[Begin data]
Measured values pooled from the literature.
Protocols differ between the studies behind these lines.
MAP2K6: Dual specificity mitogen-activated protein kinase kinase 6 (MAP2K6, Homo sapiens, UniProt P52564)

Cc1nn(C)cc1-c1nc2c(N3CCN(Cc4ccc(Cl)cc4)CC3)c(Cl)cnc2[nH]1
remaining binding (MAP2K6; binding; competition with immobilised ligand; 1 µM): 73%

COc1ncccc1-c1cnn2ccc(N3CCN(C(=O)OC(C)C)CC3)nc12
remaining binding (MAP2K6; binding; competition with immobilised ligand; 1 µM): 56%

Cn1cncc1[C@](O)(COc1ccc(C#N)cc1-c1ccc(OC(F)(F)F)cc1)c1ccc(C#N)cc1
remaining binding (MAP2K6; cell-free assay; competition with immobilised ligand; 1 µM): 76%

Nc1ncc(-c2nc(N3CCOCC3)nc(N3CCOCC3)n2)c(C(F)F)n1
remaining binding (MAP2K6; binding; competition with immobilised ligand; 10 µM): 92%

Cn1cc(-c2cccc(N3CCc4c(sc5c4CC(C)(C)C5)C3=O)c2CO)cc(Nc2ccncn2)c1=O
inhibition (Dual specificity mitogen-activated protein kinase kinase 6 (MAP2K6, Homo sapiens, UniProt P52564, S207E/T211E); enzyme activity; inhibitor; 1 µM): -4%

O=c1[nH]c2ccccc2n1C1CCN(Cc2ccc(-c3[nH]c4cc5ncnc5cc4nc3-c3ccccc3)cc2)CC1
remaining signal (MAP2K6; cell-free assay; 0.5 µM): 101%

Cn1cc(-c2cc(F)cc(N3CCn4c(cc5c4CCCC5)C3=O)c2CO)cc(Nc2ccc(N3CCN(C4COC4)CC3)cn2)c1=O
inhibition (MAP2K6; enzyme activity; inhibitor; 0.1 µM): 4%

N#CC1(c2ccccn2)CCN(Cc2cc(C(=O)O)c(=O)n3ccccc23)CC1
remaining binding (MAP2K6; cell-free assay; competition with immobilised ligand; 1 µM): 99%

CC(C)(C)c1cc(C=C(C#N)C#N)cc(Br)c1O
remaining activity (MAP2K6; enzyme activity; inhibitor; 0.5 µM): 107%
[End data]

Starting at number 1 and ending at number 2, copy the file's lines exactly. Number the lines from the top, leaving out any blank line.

Measured values pooled from the literature.
Protocols differ between the studies behind these lines.